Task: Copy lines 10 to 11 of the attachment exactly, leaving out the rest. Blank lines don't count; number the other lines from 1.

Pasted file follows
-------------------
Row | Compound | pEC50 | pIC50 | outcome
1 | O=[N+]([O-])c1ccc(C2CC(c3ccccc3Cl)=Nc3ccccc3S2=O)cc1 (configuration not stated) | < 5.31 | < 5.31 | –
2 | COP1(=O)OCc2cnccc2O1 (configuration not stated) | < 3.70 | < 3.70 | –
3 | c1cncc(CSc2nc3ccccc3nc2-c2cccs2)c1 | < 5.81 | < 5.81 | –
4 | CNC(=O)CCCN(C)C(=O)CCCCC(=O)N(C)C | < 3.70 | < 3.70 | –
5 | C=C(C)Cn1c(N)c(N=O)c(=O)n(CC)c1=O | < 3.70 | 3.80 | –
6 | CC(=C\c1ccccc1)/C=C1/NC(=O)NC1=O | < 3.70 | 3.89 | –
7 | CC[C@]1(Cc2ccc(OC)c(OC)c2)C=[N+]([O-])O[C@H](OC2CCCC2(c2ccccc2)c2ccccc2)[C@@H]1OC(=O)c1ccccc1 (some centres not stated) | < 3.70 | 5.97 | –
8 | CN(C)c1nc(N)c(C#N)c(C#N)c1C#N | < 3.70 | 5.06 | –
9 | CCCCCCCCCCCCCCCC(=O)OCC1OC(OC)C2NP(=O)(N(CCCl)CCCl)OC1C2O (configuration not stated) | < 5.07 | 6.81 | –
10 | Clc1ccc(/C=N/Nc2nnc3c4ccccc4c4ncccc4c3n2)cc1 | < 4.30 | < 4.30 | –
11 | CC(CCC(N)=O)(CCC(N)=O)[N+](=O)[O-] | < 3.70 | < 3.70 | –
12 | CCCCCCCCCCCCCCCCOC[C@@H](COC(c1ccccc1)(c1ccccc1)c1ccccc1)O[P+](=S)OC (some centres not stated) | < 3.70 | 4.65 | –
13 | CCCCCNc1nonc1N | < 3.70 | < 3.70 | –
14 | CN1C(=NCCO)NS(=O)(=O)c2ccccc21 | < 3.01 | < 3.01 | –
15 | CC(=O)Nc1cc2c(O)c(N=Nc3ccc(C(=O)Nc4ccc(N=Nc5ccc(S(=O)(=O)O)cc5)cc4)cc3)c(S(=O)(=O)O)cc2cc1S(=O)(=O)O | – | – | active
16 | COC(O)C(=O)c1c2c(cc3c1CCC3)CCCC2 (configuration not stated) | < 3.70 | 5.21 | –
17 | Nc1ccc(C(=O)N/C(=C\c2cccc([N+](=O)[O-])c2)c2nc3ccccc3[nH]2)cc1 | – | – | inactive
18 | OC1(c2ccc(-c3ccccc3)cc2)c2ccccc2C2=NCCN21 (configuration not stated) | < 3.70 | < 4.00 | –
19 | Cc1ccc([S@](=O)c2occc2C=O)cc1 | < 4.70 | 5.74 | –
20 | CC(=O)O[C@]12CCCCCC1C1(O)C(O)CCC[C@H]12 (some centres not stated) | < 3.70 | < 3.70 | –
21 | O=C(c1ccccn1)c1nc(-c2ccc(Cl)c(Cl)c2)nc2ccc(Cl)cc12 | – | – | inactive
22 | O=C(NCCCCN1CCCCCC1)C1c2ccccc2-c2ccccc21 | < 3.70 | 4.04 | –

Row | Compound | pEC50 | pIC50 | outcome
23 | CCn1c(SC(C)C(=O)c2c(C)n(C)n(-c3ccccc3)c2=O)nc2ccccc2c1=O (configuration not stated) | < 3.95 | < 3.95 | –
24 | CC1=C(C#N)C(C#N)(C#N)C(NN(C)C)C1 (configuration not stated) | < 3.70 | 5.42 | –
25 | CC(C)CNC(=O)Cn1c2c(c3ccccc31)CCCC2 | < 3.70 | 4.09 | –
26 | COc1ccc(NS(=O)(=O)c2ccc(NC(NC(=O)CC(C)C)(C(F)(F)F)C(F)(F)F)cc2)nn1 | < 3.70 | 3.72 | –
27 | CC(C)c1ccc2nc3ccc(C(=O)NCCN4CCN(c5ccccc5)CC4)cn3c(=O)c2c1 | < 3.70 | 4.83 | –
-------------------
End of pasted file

9 | CCCCCCCCCCCCCCCC(=O)OCC1OC(OC)C2NP(=O)(N(CCCl)CCCl)OC1C2O (configuration not stated) | < 5.07 | 6.81 | –
10 | Clc1ccc(/C=N/Nc2nnc3c4ccccc4c4ncccc4c3n2)cc1 | < 4.30 | < 4.30 | –